Well you rarely see the sun going down where I've been living in Tonsai in the South, so I've been soaking up the sunsets during a timeout trip over to Koh Chang, in the East. I thought about my nature-loving Swedish friend Niklaus as I watched it doing its thing earlier, remembering how we sped down the river Kinabatanguan into the dusk in North Borneo, eyes peeled for wildlife along the last ribbon of jungle. Sandwiched between palm plantations, long ago logged, the rainforest's demise is imminent said the local lads. Like Macondo, we're out of time. But then again, as the sun sets, the seasons have changed again and the King is reborn. And tomorrow I'll run into Niklaus on the beach at White Sands, though I don't know it yet, and we'll arrange to go diving together in a few months time.

Sunday, December 03, 2006

"Love affairs are outside time. The beginning is in the end. The end is in the beginning. The beginning goes on after the end."

It began and ended on one of his ridiculous benders.
It began and ended in his fucking car.

I have learned that I am a better woman than I first thought. There have been times in my life when I have been incapabale of accepting the realities of certain situations, but this time I have no will to fight.

"I can see your eyes and your hair in the trees" he once told me. Well, as the night draws in, my colours have blown from the landscape. Like the leaves I drift into winter.

Sunday, November 26, 2006

Fuck, the "women in the music industry" debate rears it's stupid head into the debate once again. I'm overjoyed that The Gossip frontwoman, Beth Ditto, is topping the Enemy Cool List. But, fuck me, define me by my uterus and go and give yourself a blow job.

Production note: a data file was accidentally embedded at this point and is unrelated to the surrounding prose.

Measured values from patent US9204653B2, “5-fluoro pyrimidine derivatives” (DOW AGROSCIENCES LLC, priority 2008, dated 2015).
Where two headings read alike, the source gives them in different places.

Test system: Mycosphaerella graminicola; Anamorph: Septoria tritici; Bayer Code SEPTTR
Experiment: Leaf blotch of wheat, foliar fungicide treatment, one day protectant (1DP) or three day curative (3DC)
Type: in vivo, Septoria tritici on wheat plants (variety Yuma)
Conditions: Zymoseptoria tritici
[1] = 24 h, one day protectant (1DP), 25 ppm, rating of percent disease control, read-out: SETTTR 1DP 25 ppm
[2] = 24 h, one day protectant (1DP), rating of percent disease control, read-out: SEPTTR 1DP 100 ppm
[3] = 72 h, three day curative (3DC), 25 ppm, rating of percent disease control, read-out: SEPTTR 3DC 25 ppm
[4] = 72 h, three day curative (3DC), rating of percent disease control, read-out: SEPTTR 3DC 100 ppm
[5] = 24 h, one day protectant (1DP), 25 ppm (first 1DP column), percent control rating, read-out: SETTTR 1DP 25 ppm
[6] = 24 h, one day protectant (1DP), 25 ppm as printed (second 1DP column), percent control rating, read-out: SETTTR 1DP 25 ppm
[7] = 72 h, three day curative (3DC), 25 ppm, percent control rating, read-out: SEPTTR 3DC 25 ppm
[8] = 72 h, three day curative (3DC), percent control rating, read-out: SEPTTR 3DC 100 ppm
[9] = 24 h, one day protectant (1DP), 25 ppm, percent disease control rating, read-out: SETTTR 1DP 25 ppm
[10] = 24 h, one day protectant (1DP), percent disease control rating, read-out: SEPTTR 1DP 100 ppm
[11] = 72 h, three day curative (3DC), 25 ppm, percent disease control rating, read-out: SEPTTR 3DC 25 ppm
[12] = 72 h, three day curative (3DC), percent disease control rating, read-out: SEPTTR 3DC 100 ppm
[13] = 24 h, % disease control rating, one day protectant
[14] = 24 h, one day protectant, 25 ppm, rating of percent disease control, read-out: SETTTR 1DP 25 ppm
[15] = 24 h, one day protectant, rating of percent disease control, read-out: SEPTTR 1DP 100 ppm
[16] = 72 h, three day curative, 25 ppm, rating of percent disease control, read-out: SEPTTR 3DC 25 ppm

Women have inspired rock and roll since year dot and I can't believe it's even an issue that women make records. Celebrate the difference in the music that is made, notice the nuance and sing along if you dare (boys).

I recently gave a lecture to a class of Music Management, 18 year old students. Half of them were girls and they are better equppied to deal with the vague job roles of the music industry. They can selflessly leave their egos at the door when dealing with the 60% ass holes that you find yourself dealing with in that line of work. They can play off up to five different, difficult bastards who think that the world revolves around their feckless artists. Dealing with each of their individual, thankless tasks with equal care and attention.

Men are easy to work with, it's when you get TOO many girls on board that you have problems.

I'm so pissed off and bored that I googled myself and was pleasantly reminded that I've written some good reviews in my life:

Queens of the Stone Age ages ago

also Gomez

Sometimes I think that's probably the smartest I've ever been. I've been asked to write an article about Chris Anderson and beside from fucking up a live web interview with him, I have no proir knowledge. But as I have no other employment, and at the moment no other purpose in life, I shall take on the task.